Passive stiffness control can be implemented using serial manipulators with elastic joints between consecutive links as illustrated in Fig. 1. A manipulator of this type has a diagonal joint stiffness matrix. If there is kinematic redundancy, the task stiffness may be controlled using strategy 2 even with nonadjustable joint stiffness. Control strategy 3 is possible if each joint is equipped with a variable stiffness actuator (VSA), an actuator that adjusts the intrinsic stiffness of the manipulator joint. A VSA has a real-time adjustable stiffness element in series with the primary actuator that controls the joint position (relative angle between links). Many VSAs [911] have the ability to adjust the joint stiffness without impacting the no-load equilibrium joint position. This paper presents a new method for controlling the end-effector position and end-effector stiffness of manipulators having VSAs of this type.

A limitation of passive stiffness control is the difficulty of its realization. As noted in Ref. [12], it is easy to implement an arbitrary task stiffness with a bandwidth-limited active control, but difficult, if not impossible, to implement the desired stiffness passively. The manipulator's ability to produce a desired end-effector passive stiffness strongly depends on its kinematic configuration. The set of implementable task stiffnesses is much larger for a redundant manipulator, where the manipulator can adjust its kinematic configuration without affecting the end-effector's position. Kinematic redundancy increases the capabilities of passive stiffness control, but complicates the problem of selecting the appropriate joint position and joint stiffness to realize the task manipulation plan. Prior work that addresses aspects of this problem is reviewed below.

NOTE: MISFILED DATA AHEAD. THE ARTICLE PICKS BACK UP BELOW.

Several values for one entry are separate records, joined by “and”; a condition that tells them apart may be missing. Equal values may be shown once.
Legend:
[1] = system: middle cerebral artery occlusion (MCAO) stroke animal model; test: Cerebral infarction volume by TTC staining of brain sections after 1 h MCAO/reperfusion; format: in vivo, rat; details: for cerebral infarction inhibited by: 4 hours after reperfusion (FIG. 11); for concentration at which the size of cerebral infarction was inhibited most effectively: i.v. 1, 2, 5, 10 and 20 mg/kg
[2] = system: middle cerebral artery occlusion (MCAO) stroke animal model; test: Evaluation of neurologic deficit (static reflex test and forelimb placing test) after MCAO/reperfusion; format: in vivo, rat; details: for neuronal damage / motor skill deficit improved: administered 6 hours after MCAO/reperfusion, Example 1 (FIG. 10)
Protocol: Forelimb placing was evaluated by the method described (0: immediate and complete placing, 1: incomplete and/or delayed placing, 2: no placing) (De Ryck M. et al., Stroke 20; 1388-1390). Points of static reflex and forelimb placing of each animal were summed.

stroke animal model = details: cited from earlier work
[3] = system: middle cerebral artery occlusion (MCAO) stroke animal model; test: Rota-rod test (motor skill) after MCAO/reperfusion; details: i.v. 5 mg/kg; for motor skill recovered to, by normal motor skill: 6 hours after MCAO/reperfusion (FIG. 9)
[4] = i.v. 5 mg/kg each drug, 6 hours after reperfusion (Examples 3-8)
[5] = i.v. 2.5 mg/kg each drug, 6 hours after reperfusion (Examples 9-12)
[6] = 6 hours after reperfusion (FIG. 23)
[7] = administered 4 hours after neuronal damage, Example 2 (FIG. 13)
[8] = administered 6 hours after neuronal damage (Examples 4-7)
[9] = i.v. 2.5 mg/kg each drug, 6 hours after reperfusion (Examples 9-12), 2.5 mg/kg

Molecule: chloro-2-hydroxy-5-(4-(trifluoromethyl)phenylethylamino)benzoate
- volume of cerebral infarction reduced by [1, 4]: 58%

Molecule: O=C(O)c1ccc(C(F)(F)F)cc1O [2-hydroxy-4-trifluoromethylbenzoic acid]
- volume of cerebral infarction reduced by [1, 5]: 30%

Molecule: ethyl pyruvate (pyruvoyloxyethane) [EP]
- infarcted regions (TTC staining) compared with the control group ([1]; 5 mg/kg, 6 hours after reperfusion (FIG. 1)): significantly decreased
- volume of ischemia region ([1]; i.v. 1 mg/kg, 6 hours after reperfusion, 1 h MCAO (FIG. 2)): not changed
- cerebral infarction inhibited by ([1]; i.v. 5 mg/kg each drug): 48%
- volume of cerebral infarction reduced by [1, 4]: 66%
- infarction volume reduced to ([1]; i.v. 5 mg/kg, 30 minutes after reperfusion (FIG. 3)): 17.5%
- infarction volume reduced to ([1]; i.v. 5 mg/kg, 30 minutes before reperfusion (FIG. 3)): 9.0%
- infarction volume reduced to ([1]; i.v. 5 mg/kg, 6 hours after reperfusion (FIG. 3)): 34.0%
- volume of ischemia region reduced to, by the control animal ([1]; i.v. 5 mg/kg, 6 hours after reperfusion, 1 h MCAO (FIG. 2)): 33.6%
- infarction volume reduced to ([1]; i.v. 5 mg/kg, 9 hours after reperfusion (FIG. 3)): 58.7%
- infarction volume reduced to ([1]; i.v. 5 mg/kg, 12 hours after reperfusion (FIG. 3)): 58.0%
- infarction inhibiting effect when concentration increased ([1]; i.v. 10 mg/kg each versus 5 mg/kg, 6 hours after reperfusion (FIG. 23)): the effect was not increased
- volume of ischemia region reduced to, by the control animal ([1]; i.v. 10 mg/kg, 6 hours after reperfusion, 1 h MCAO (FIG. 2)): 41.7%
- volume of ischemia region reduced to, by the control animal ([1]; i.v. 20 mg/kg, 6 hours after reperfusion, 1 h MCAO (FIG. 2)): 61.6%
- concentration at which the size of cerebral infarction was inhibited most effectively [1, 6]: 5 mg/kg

### Prior Work in Passive Stiffness Control.

The problem of selecting the joint compliance values of planar 2R and 3R manipulators for realizing particle planar (E(2)) task compliance matrices is addressed in Ref. [13]. Necessary and sufficient conditions for exactly realizing a 2 × 2 compliance matrix are identified as well as joint compliance synthesis procedures to attain a desired end-point compliance. The results apply to any single specified kinematic configuration, not a manipulation plan (continuous sequence of positions and task compliances).

The problem of selecting the passive joint compliances for nonplanar manipulators similar to the type illustrated in Fig. 1 is addressed in Refs. [14] and [15] using optimization. The optimization criterion minimizes the Frobenius norm of the difference between the desired task compliance and the passive end-effector compliance. The optimization in Ref. [14] selects the passive joint compliance without adjusting the kinematic configuration. The passive joint compliances attained by this optimization are not guaranteed to realize the desired task compliance. To compensate, the elastic behavior is supplemented with active stiffness control. In Ref. [15], a null space controller is used to adjust the kinematic configuration based on a local optimization for improving the task compliance. This approach adjusts the kinematic joint configuration without adjusting the passive joint compliance. These approaches [14,15] used for resolving the passive compliance and resolving the joint kinematics separately avoid using nonlinear constraints in the optimization, but sacrifice locally optimal joint control.